The pest control industry in the UK has undergone significant changes since World War II. Prior to the war, pest control was largely done on an ad-hoc basis by homeowners and businesses using a variety of methods, some of which were highly dangerous and ineffective.
Following the war, the government recognised the importance of effective pest control in promoting public health and safety, and began to take a more active role in regulating the industry. The National Association of Pest Controllers (now the British Pest Control Association) was established in 1942 to promote higher standards of professionalism and to provide a unified voice for the industry.
Throughout the post-war years, pest control methods continued to evolve. In the 1950s and 60s, the widespread use of pesticides such as DDT and Lindane led to dramatic reductions in pest populations, but also raised concerns about the environmental impact of these chemicals. In response, the industry began to focus more on integrated pest management (IPM) techniques, which use a combination of methods to control pests while minimising the use of pesticides.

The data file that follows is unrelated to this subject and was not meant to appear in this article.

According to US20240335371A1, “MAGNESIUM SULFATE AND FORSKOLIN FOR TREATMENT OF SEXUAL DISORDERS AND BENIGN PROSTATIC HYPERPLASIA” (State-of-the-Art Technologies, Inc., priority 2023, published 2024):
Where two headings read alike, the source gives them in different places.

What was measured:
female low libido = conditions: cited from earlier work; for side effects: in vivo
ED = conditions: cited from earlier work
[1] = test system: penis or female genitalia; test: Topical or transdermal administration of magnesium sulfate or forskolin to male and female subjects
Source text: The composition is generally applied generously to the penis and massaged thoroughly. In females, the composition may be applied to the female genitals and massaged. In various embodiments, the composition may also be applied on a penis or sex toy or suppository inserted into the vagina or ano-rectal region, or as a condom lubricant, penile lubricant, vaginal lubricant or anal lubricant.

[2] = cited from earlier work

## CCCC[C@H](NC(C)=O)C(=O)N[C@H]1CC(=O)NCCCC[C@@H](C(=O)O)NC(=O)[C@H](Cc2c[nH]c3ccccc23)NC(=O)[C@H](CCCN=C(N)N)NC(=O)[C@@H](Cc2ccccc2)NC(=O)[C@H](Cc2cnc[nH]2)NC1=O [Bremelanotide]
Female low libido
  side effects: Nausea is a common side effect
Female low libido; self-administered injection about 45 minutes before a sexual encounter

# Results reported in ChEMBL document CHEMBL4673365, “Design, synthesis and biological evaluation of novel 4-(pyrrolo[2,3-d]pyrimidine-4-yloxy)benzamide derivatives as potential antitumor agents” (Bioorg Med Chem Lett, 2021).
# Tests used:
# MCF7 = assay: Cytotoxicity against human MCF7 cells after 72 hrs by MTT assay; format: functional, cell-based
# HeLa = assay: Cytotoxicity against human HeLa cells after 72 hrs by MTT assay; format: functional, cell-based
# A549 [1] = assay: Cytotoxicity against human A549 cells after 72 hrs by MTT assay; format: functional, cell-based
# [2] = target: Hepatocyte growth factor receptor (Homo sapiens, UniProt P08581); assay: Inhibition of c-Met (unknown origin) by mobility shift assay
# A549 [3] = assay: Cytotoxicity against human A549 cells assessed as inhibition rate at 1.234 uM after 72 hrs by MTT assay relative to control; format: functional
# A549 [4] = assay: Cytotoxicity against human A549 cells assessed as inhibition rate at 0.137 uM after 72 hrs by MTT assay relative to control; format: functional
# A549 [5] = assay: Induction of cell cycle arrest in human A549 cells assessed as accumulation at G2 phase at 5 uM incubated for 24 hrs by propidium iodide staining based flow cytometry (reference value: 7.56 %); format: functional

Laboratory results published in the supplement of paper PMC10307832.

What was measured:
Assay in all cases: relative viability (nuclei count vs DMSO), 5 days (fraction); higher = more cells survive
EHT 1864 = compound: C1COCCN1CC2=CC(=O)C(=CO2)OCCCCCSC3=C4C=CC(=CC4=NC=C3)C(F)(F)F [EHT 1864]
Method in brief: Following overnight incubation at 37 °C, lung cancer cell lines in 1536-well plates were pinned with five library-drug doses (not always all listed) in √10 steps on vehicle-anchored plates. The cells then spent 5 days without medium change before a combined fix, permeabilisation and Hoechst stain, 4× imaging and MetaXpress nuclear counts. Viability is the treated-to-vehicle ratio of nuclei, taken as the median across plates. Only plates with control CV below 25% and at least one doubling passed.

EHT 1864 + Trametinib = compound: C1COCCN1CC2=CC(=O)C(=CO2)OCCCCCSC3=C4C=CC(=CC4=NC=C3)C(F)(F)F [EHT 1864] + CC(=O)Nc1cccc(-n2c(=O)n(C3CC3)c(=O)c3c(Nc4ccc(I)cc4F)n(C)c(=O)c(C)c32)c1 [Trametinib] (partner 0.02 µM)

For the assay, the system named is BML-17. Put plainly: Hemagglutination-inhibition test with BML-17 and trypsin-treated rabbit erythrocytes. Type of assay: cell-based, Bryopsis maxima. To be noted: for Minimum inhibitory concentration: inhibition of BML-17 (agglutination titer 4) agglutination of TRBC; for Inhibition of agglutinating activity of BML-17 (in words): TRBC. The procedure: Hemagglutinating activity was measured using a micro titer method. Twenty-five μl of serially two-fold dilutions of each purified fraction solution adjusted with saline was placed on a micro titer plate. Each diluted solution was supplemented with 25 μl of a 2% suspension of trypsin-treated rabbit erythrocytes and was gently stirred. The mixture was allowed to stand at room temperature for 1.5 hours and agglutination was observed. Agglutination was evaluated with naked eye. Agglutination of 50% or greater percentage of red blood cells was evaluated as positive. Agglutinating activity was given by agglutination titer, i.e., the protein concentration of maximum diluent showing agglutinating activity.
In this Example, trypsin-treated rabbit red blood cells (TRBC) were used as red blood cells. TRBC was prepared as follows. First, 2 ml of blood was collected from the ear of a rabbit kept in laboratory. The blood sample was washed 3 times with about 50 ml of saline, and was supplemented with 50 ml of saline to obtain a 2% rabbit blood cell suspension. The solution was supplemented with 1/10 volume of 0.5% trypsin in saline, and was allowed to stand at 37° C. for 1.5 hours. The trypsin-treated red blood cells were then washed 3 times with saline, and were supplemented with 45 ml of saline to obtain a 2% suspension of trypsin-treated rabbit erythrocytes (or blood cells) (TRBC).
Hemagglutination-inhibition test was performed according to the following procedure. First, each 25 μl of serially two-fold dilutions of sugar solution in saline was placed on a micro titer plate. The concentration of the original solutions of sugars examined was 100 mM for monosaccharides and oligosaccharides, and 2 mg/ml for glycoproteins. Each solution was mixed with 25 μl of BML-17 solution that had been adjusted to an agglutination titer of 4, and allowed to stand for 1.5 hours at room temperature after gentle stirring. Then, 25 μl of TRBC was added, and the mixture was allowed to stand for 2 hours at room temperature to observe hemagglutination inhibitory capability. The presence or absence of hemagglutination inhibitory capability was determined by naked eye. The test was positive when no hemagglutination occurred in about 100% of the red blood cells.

In recent years, the industry has faced new challenges posed by the rise of global travel and the increasing threat of invasive species. The industry has responded by developing new strategies for early detection and rapid response to prevent the spread of these pests. Overall, the British pest control industry has evolved into a highly professional and regulated field, with a strong focus on balancing effective pest management with environmental responsibility.